A vulnerability has been discovered in Microsoft Windows that allows hackers to remotely access PCs and install malware through an imaging-handling technology in the operating system.
Microsoft acknowledged the release of exploit code that could allow an attacker to execute arbitrary code when someone visits a Web site that contains a specially crafted Windows Metafile (WMF) image. Security authority Secunia labeled the vulnerability "extremely critical."
Malicious Graphics Files
WMF images are graphical files that can contain both vector and bitmap-based picture information. Microsoft Windows contains routines for displaying such files, but a lack of input validation in one of these routines may allow a buffer overflow to occur, which in turn may allow remote code execution.
The vulnerability can also be triggered from the Internet Explorer browser if the malicious file has been saved to a folder and renamed to other image file extensions such as ".jpg," ".gif," ".tif," and ".png." It has been detected on a patched system running Microsoft Windows XP SP2. Microsoft Windows XP SP1 and Microsoft Windows Server 2003 systems also are affected.
Current exploits use the Windows Picture and Fax Viewer to attack any application that can handle Windows Metafiles. Disabling the Windows Picture and Fax Viewer will not eliminate the risk as the flaw exists in the Windows Graphical Device Interface library.
The flaw has also raised concerns that Google Desktop may be another potential attack vector, and that various antivirus software products cannot detect all known exploits for this vulnerability.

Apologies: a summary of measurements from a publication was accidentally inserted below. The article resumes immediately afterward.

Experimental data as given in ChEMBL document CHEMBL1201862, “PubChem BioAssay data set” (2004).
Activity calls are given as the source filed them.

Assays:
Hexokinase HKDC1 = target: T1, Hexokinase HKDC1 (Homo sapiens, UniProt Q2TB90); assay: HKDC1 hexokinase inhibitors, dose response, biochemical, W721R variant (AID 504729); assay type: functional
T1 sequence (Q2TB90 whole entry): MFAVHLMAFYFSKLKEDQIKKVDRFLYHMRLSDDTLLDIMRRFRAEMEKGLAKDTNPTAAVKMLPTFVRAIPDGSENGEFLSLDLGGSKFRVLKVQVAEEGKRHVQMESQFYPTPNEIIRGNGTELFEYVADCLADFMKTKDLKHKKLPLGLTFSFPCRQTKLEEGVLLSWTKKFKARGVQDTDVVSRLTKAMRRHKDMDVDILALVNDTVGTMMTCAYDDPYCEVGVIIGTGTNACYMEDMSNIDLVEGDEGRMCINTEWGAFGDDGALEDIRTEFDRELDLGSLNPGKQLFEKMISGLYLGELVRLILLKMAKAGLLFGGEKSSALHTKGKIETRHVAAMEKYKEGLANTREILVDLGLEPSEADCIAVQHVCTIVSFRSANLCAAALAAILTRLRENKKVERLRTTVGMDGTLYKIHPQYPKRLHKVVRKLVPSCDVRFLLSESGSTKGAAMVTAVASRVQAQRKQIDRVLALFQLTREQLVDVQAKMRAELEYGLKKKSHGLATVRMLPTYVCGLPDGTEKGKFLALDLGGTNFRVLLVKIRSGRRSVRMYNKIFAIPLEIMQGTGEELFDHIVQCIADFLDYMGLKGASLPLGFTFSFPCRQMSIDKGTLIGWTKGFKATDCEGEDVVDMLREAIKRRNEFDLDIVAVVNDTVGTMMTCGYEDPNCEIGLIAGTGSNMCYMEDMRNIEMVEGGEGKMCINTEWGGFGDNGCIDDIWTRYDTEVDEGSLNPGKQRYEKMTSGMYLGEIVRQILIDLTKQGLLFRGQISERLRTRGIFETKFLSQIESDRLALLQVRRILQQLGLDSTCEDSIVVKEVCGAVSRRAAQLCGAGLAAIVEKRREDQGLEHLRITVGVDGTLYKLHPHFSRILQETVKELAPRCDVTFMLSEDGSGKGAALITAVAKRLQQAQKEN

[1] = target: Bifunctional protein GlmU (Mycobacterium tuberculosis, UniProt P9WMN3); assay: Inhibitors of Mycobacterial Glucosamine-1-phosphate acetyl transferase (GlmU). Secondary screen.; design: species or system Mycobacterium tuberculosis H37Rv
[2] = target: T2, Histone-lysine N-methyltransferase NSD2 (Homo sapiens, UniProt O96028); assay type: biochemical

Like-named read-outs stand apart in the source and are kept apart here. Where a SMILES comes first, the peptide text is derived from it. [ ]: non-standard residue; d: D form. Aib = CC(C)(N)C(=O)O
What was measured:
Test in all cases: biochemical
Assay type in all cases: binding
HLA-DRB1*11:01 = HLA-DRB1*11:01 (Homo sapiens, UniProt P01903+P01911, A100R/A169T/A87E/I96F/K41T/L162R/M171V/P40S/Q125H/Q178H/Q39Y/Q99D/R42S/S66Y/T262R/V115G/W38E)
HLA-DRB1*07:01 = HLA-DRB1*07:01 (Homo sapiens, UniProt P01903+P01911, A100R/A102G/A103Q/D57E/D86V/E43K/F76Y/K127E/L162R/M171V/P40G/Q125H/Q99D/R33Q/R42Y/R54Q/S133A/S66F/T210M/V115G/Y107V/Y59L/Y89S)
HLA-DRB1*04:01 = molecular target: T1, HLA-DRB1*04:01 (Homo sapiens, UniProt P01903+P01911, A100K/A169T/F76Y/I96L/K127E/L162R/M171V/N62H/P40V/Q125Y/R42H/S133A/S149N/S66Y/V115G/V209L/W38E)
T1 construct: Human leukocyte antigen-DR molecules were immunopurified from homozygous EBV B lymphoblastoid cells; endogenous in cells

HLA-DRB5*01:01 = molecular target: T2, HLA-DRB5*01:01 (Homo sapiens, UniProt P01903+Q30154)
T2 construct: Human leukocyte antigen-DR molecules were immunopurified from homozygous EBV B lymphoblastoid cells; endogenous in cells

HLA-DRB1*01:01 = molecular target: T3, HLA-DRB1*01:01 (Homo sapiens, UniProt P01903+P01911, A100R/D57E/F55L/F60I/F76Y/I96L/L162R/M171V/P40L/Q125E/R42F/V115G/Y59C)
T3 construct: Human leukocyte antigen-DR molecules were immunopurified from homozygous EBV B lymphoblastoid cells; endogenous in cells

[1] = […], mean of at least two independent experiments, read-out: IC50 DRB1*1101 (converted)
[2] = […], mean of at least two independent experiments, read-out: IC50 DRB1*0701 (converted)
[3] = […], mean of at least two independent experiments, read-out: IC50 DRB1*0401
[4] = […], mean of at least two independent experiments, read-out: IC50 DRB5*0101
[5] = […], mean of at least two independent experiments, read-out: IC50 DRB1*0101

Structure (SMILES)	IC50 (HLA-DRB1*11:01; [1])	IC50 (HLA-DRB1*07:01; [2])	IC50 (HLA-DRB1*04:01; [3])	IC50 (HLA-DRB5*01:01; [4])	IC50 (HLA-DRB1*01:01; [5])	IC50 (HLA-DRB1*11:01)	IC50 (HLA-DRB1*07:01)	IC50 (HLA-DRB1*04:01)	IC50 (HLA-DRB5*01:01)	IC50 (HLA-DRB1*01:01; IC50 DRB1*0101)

A Familiar Problem
By default, Explorer on those operating systems runs in a restricted mode known as Enhanced Security Configuration, which Microsoft said mitigates this vulnerability as far as e-mail is concerned, although clicking on a link in a message would still put users at risk.
Yankee Group senior analyst Andrew Jaquith characterized the vulnerability as a serious security issue that has cropped up before in browsers, including Firefox and Safari. "It's particularly nasty because the browser automatically loads images when users visit a Web site. There is no built-in protection," he said.
Jaquith predicted that additional exploits of the vulnerability are expected since there is no patch available and the security hole is difficult to plug.
People who use Windows are advised to be wary when opening e-mail and links in e-mail from sources they don't trust. They should not save, open or preview image files from unfamiliar sources. And, as always, people are encouraged to update the patches for their operating systems.
Microsoft vowed to investigate the vulnerability and to provide a security update when it becomes available. Customers who believe they may have been affected may contact the company's Product Support Services.